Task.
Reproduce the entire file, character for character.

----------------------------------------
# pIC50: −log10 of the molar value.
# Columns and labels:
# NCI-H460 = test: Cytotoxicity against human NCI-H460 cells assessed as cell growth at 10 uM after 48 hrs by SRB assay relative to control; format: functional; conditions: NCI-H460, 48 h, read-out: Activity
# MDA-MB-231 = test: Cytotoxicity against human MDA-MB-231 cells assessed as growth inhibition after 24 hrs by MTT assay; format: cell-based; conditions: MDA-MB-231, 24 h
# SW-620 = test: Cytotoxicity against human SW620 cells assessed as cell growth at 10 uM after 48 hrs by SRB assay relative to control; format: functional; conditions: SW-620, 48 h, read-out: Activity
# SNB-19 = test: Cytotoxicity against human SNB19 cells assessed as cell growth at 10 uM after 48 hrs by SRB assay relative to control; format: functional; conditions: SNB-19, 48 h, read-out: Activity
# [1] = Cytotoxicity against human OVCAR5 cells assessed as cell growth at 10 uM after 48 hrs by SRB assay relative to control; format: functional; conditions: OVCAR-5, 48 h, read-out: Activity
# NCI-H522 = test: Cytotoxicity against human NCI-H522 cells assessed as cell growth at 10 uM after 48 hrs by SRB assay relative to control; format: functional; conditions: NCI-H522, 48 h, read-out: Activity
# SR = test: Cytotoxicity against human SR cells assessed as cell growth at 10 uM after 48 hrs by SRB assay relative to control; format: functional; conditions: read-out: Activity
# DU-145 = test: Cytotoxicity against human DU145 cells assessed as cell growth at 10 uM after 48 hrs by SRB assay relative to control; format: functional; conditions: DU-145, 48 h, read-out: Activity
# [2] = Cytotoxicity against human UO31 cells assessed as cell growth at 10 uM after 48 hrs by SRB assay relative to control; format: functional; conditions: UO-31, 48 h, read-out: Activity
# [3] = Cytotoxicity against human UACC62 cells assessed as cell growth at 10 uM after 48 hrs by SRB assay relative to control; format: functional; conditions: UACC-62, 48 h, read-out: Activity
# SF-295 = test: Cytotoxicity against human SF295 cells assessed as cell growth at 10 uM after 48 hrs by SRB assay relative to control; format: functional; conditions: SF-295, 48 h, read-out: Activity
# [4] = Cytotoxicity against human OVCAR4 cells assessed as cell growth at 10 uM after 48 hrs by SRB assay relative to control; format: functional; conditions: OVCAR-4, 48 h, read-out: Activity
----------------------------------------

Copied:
# pIC50: −log10 of the molar value.
# Columns and labels:
# NCI-H460 = test: Cytotoxicity against human NCI-H460 cells assessed as cell growth at 10 uM after 48 hrs by SRB assay relative to control; format: functional; conditions: NCI-H460, 48 h, read-out: Activity
# MDA-MB-231 = test: Cytotoxicity against human MDA-MB-231 cells assessed as growth inhibition after 24 hrs by MTT assay; format: cell-based; conditions: MDA-MB-231, 24 h
# SW-620 = test: Cytotoxicity against human SW620 cells assessed as cell growth at 10 uM after 48 hrs by SRB assay relative to control; format: functional; conditions: SW-620, 48 h, read-out: Activity
# SNB-19 = test: Cytotoxicity against human SNB19 cells assessed as cell growth at 10 uM after 48 hrs by SRB assay relative to control; format: functional; conditions: SNB-19, 48 h, read-out: Activity
# [1] = Cytotoxicity against human OVCAR5 cells assessed as cell growth at 10 uM after 48 hrs by SRB assay relative to control; format: functional; conditions: OVCAR-5, 48 h, read-out: Activity
# NCI-H522 = test: Cytotoxicity against human NCI-H522 cells assessed as cell growth at 10 uM after 48 hrs by SRB assay relative to control; format: functional; conditions: NCI-H522, 48 h, read-out: Activity
# SR = test: Cytotoxicity against human SR cells assessed as cell growth at 10 uM after 48 hrs by SRB assay relative to control; format: functional; conditions: read-out: Activity
# DU-145 = test: Cytotoxicity against human DU145 cells assessed as cell growth at 10 uM after 48 hrs by SRB assay relative to control; format: functional; conditions: DU-145, 48 h, read-out: Activity
# [2] = Cytotoxicity against human UO31 cells assessed as cell growth at 10 uM after 48 hrs by SRB assay relative to control; format: functional; conditions: UO-31, 48 h, read-out: Activity
# [3] = Cytotoxicity against human UACC62 cells assessed as cell growth at 10 uM after 48 hrs by SRB assay relative to control; format: functional; conditions: UACC-62, 48 h, read-out: Activity
# SF-295 = test: Cytotoxicity against human SF295 cells assessed as cell growth at 10 uM after 48 hrs by SRB assay relative to control; format: functional; conditions: SF-295, 48 h, read-out: Activity
# [4] = Cytotoxicity against human OVCAR4 cells assessed as cell growth at 10 uM after 48 hrs by SRB assay relative to control; format: functional; conditions: OVCAR-4, 48 h, read-out: Activity